From the Catlin web site today -
Hypothermia Posted by Gaby Dean
Monday, 06 Apr 2009 15:58
In disadvantaged inner cities it’s known in medical circles as Urban Hypothermia. GPs adopted the term after seeing an increase, during winter, of elderly patients who have switched off their heating, fearful of the cost, and become ill as a result because of the cold.
Chronic, as opposed to acute, hypothermia is the official term.
The Catlin Arctic Survey Team have now been working in temperatures of below -40 degrees centigrade for more than 30 days. When the three (Pen Hadow, Ann Daniels and Martin Hartley) leave messages on the TVM – a machine that records the messages they phone into London HQ – their voices often sound slurred and they occasionally muddle their words.
Extreme cold affects the senses and everyday skills we usually take for granted, like speaking. According to CAS medical adviser Doc Martin, the team are constantly battling chronic hypothermia, which was to be expected. (Pen Hadow has described it as an ‘occupational hazard’).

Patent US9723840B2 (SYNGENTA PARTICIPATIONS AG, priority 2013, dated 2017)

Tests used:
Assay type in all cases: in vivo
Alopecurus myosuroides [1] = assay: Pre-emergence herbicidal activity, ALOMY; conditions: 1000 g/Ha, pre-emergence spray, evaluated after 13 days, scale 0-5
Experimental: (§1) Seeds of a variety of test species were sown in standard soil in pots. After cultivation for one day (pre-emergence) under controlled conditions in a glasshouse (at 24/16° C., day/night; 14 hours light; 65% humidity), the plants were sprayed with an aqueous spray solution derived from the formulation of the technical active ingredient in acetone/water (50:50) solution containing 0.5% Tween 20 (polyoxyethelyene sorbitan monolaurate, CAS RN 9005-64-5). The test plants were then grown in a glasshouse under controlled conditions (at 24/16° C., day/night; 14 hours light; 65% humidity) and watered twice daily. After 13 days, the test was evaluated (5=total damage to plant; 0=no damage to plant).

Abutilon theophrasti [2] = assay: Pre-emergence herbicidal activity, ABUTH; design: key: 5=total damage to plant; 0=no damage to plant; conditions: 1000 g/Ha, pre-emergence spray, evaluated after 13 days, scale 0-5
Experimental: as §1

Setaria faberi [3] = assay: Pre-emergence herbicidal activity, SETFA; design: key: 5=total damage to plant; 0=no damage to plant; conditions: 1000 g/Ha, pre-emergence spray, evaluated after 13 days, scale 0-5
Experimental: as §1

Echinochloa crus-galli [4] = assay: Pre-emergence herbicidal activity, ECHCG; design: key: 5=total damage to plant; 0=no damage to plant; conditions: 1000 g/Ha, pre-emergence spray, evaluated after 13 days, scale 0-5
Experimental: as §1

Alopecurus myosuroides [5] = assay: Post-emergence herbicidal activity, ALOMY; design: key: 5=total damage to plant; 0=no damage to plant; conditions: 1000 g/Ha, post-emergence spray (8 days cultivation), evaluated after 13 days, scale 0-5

“Chronic hypothermia affects people who are under-nourished, physically and mentally tired and not sleeping well”, says Doc. “You can see the connection between vulnerable elderly people and the physical and mental condition that Pen, Ann and Martin are in”.
Perhaps they are preparing to come home? They are 15 km further from the pole today (722.28 km) than they were yesterday (707.83 km) and according to satellite data, temperatures have been running below normal for the last two and a half months.
And from the NSIDC web site today – It was a warm winter in the Arctic. No doubt the Catlin crew will be relieved to hear that.